Finding entertainment in experimentation.
It’s been a long time coming. After years of making waves in the local hip-hop scene, Peaceful Gemini a.k.a. underground rapper Nicole Leonar finally released her debut EP “Middle of NowHere” (capitalization intended) last December. Owing to her name, Gemini speaks and spits mostly of freedom — a sense of liberty and wonder made possible through music, accompanied by lush, jazz-influenced instrumentation.
Gemini isn’t alone on this record; she brought along guest producers for all five of the EP’s tracks, adding variety to her created soundscapes. These soundscapes are fronted by Gemini’s crooning, almost spoken-word rap style, which pairs well with her uncanny ability to switch up her flow. On more aggressive songs, such as the fast, beat-heavy Gratitude, Gemini doesn’t slow down, stringing together two massive verses about the unbridled joy that comes with being alive, thanking everything and anything that comes to mind. “That’s why I’m thankful/ And why I thank y’all/ That’s why I thank God.” As the crux of the EP’s closing track, the simple chorus reminds us of why we’re listening to Gemini in the first place — to celebrate being right here, and right now. B-Roc’s production flows with her voice, providing both the hard beats and an intricate strings section that concludes both the track and the EP.
Thoughts Overflow, on the other hand, is a bass-driven, slower song, akin to East Coast-style rap. On this track, Gemini indulges in more complex lyricism, talking about her propensity to overthink and to get trapped by her own thoughts — “And I can say that we are one and the same/ It’s just our fucking minds that we gotta tame/ Because we all perceive a different way.” She even leaves an offhand comment on being a woman in the oft-patriarchal hip-hop scene. “The patriarchal society made me strong/ Life’s unfair but it’s where I belong.”
“Middle of NowHere” sticks to its theme and does it well — it evokes scenes of Gemini wandering the now as a lost-but-getting-somewhere soul, writing down her thoughts as she goes along. Her lyricism is one-track, but cohesive, with lots of room to improve; she could do well to explore more liberal concepts past her state of mind and love for music. For now, however, “Middle of NowHere” is an excellent debut that introduces us to the ideology of one Peaceful Gemini. —Anton Tablante
Shape / Shift’s latest EP “Transient” opens with a sample of philosopher and mystic Alan Watts lecturing on a theory of space. The track sounds, appropriately, like a riff on reiki music, luminous and subaquatic. “Space is a function of, or it’s an inseparable aspect of, whatever solids are in the space,” echoes Watts’ voice. It’s an intro that acts as a blueprint for the rest of the EP. “Transient” is — or wants to be — a concept piece about how the spaces we inhabit shape our experiences, even if those experiences are as fleeting and fragile as the spaces themselves.
For all its artistic vision, Transient struggles to consistently produce music as compelling as its main thesis. That isn’t to say there aren’t any great tracks here, because there are — they’re just wedged in between lackluster ones. Bed, for example, kicks off with a looping alarm blare that is fun until it becomes boring. The fun, maximalist breathlessness of Today is followed by the generic lull of X.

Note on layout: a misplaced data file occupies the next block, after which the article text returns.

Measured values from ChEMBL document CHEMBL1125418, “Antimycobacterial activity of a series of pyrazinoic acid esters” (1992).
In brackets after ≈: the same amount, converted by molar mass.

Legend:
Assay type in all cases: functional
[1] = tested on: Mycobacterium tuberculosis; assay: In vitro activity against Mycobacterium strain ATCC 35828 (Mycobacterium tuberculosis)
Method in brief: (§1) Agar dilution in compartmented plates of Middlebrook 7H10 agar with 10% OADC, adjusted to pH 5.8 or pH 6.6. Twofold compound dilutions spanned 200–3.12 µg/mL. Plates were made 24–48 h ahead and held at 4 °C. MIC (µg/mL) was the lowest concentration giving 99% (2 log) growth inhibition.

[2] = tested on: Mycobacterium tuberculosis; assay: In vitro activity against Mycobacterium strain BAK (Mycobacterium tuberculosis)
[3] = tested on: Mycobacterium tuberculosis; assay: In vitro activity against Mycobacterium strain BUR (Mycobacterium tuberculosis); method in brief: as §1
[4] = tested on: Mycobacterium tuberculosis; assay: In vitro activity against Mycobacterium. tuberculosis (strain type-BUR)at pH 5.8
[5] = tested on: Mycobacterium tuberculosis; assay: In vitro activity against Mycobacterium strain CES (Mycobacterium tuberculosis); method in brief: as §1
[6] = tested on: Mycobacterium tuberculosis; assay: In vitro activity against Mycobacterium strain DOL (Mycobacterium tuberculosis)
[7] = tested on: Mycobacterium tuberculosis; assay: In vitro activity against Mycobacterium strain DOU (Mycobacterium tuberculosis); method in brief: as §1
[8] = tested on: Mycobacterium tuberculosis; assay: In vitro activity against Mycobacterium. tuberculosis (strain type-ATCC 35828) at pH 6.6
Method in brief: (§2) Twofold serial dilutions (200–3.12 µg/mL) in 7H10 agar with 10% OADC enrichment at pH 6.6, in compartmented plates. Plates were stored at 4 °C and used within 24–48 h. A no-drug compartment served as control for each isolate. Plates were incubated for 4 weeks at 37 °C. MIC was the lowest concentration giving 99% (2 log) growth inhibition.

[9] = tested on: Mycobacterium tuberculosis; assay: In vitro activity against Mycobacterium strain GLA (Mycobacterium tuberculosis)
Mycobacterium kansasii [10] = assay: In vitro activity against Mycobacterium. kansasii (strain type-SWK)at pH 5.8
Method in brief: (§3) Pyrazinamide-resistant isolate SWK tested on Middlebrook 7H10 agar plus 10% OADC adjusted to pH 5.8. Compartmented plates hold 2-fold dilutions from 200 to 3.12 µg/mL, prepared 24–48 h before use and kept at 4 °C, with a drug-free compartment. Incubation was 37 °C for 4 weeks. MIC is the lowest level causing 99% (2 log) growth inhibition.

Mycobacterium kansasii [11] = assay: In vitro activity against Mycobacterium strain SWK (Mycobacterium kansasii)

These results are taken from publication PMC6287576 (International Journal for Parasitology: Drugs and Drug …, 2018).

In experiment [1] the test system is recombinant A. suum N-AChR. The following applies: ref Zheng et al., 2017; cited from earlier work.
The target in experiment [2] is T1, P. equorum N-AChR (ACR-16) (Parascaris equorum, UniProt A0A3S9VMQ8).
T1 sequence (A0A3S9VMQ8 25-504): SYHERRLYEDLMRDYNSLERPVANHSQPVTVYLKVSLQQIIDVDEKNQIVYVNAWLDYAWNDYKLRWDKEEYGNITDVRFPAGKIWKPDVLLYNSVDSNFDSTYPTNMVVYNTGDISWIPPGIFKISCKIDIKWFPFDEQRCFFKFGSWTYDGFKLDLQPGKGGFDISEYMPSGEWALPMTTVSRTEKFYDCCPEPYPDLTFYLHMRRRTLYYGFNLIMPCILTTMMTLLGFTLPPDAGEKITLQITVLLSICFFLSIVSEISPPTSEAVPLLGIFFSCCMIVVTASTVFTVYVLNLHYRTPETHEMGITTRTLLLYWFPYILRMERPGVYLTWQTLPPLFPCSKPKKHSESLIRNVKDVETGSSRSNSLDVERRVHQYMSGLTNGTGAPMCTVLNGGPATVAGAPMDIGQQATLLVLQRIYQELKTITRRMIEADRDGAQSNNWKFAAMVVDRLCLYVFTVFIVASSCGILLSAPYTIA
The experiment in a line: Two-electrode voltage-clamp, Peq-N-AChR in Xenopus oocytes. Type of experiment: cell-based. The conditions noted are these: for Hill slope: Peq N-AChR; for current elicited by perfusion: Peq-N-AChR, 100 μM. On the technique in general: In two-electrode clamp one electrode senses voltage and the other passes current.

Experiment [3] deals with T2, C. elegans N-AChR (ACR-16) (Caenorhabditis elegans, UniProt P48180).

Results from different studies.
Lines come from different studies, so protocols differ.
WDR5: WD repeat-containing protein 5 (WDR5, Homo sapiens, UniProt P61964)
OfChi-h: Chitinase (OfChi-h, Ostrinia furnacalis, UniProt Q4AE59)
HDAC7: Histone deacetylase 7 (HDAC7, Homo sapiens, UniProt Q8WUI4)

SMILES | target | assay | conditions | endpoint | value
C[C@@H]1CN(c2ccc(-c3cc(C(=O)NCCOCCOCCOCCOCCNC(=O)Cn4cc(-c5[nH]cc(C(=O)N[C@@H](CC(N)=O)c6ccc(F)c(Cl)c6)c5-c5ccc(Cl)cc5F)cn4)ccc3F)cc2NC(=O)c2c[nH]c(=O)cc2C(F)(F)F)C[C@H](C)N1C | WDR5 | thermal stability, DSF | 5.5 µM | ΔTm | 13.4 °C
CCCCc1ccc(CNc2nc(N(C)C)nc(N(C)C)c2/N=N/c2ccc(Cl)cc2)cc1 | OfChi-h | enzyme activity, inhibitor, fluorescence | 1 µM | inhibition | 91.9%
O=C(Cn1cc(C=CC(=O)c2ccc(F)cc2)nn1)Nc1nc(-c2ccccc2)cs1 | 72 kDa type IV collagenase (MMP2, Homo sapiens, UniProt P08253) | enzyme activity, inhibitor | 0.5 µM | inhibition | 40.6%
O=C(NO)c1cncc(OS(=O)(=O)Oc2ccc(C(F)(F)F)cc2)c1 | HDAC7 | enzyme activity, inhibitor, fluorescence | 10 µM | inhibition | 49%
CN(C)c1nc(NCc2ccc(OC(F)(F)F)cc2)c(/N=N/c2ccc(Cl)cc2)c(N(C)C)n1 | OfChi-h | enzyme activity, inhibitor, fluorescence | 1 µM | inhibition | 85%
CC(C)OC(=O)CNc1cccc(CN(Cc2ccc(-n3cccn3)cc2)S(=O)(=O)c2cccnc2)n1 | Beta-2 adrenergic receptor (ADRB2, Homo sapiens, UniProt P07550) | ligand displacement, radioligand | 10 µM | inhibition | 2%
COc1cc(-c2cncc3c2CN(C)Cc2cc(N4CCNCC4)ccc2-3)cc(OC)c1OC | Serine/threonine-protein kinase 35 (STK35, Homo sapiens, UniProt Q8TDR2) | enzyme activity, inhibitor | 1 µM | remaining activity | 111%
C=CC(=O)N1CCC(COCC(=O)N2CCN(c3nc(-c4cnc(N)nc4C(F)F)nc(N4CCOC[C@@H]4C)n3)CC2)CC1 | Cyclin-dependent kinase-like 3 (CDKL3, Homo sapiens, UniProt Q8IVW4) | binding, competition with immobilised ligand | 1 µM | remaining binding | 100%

Transient shines most when the scale of its sound grows more ambitious. One standout is Lost Together, which makes a spectacle out of convulsing synths, a stuttering drum track, and a brief but effective grand piano interlude. The last song, Where We Lay Our Heads, is gorgeous, with a perfectly modulated chorus of horns bleating against what sounds like a distant Gregorian chant. It almost doesn’t deserve the EP it’s in.
What we have here is a decent effort that would benefit from dropping some of its weaker links. There are hints of an exciting artist in Shape / Shift, one just needs to make it past the clutter. —Lorenzo Escober
“Last night, I saw you on TV / you’re still wearing the same shirt,” Pauline Rana croons on Yr New Hair, the opening track of Sour Cheeks’ three-song EP “Oriental Traffic,” and suddenly a whole planet of emotion appears from thin air. Effervescently distorted guitars fill the silence and spaces to convey the feeling of someone you used to know, now both familiar and unfamiliar.
The rest of the EP is ensconced in this emotional mode, a kind of melancholy most at home in steady driving strums. You’ve got a band that knows how to play to its strengths, and a frontwoman whose vocals glisten above the fuzz. This is the kind of music that plays on your end when you step out of a gig and wait for a cab to come, cozy in a mildly alcoholic daze.
There’s a lot of Soccer Mommy and Snail Mail in this EP’s DNA, but more than that being a strength, “Oriental Traffic’s” similarities to contemporary indie rock makes it sound a tad derivative. And while every band has the right to wear their influences on their sleeve, I wish that Sour Cheeks was a little more adventurous with its chord progressions, vocal melodies, and textures. It’s something that you can hear in the EP’s title track, whose chorus feels a little uninspired. “Oriental Traffic” isn’t bad, make no mistake. The line “You used to be / so lonely / just like me” from Just Like Me can cut as deep as any blade. It’s just textbook. It’s definitely possible for Sour Cheeks to come into their own as a band, but only if they break the rules, just a little. —Jam Pascual